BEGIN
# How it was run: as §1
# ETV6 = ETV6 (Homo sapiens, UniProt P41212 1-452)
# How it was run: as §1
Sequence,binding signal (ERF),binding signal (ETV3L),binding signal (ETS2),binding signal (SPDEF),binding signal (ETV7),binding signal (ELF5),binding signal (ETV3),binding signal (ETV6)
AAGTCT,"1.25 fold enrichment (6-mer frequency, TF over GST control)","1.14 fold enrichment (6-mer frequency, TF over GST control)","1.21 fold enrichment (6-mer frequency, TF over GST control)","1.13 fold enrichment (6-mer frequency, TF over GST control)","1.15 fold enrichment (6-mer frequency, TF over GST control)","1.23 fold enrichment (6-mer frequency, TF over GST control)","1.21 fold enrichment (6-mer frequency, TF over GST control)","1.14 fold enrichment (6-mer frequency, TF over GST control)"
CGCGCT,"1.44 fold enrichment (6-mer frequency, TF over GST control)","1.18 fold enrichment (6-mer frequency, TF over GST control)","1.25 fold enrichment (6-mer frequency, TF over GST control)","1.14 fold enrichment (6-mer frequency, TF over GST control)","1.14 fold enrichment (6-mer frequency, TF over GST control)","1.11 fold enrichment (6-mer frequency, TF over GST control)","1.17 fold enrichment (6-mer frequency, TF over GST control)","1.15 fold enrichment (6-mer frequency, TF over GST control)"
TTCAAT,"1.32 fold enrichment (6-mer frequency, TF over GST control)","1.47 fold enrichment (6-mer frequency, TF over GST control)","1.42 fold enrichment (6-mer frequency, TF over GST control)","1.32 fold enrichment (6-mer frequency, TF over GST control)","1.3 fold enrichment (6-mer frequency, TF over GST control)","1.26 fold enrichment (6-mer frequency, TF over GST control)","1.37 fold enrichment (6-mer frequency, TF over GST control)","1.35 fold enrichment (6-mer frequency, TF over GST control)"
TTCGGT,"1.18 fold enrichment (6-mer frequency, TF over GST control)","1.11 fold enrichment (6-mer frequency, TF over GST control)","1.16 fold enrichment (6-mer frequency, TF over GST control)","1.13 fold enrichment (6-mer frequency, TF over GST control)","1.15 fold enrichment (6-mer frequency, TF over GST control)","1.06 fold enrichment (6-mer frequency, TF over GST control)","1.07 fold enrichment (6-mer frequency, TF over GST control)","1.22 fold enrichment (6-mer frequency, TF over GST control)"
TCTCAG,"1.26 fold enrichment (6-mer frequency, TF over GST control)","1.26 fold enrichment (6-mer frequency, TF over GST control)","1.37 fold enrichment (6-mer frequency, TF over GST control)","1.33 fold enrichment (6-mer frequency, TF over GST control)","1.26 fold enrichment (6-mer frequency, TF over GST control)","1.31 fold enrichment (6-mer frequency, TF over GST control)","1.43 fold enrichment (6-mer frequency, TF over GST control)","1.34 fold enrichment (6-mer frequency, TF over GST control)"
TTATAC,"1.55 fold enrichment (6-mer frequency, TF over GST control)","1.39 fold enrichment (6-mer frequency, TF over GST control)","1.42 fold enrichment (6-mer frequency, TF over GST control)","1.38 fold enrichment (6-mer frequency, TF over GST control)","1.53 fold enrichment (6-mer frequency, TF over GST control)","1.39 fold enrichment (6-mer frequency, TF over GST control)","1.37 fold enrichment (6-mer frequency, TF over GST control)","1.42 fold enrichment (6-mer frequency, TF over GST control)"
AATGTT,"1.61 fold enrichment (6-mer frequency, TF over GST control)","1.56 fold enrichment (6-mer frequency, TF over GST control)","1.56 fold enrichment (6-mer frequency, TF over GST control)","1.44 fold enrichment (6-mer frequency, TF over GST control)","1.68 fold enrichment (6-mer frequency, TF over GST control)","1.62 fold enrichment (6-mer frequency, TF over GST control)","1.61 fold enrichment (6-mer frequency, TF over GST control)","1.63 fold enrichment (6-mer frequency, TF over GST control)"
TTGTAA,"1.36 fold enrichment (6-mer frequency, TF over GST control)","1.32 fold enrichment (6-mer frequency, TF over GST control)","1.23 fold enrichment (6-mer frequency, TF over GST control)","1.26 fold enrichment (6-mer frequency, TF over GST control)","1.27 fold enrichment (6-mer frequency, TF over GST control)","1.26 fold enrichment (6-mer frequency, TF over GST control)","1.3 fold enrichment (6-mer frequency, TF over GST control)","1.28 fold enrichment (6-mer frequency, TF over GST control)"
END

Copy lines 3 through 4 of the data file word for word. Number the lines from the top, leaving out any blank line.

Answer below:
# How it was run: as §1
Sequence,binding signal (ERF),binding signal (ETV3L),binding signal (ETS2),binding signal (SPDEF),binding signal (ETV7),binding signal (ELF5),binding signal (ETV3),binding signal (ETV6)